North America’s automotive and lubricant industries are continuing their steady march to lower viscosity grades for gasoline-powered light-duty vehicles, undertaking this time to add 0W-12 and 0W-8.
The Auto/Oil Advisory Panel, made up of representatives from the International Lubricant Standardization and Approval Committee and the American Petroleum Institute’s Lubricants Group, accepted last week a request to incorporate both grades into ILSAC GF-6, the latest oil category for the North American market.
As requested by API, the panel agreed to fast track the work, aiming to finish in time for API to begin licensing oils of those viscosities by the end of the year. To meet that aggressive timeline, the groups plan to adopt a fuel economy test developed recently by the Japanese Automotive Standards Organization, API said.
Changes to GF-6 will be carried over to its companion category, API SP.
Lowering viscosity has been the lube industry’s main approach to increasing engine oil contributions to better fuel economy. Lighter oils reduce friction within the engine by easing oil pumpability, reducing churning losses and forming thinner oils films.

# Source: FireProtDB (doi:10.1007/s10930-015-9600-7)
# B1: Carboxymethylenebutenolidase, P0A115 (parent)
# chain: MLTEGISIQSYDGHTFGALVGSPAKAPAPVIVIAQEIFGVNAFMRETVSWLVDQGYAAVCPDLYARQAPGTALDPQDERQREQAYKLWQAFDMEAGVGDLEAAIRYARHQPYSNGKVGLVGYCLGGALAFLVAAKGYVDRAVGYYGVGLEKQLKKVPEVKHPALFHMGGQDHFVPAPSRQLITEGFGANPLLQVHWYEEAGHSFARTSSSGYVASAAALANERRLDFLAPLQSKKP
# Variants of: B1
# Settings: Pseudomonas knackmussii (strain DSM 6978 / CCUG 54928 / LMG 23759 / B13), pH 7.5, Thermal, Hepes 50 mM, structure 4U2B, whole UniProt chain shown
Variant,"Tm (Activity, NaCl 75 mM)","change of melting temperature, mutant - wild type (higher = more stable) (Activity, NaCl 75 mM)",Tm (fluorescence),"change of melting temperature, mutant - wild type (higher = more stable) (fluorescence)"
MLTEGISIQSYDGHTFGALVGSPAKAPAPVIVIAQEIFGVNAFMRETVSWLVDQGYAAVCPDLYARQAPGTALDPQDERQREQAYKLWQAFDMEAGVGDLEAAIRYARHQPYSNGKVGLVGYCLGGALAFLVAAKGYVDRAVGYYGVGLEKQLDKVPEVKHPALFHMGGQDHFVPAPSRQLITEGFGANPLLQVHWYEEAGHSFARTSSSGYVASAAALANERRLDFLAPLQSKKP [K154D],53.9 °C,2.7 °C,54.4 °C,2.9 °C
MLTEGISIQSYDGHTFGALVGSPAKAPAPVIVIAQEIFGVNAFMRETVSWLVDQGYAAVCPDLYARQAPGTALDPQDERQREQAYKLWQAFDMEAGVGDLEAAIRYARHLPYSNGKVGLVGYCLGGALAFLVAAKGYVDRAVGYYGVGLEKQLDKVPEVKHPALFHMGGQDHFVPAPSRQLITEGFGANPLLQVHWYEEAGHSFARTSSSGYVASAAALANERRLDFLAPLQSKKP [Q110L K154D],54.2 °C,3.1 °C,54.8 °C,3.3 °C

In the 1990s, 10W-30 was the most popular viscosity grade in North America. Since then the market shifted to mostly 5W-30 and 5W-20 oils, in an effort to reduce fuel consumption and carbon dioxide emissions. Now demand is shifting to 0W- oils, which were pioneered by Honda.
ILSAC made 0W-16 part of its system by including the grade in ILSAC GF-6B, one of two subcategories under GF-6, which was introduced in 2020.
ILSAC and API have launched the process of developing the market’s next light-duty oil update, ILSAC GF-7, but the target date for introducing it is not until 2028, and automakers wanted 0W-12 and 0W-8 available much sooner.
In a news release issued by API, the senior manager of the organization’s Engine Oil Licensing and Certification System, Jeff Harmening said any viscosity grades added to GF-6 need to be covered by a fuel economy test but that there are not yet a North American method capable to serving this role.
“The existing GF-6 fuel economy tests have not demonstrated the ability to accurately measure fuel economy in these ultra-low viscosity grades,” Harmening said. “Therefore, the API recommends reliance on a recently published fuel economy test standard from the Japanese Automotive Standards Organization.”
The Japanese test, JASO M366, is conducted on a fired engine stand that is available at independent laboratories in the United States, the news release said. It added that the test has guidelines for base oil interchange and viscosity grade read across.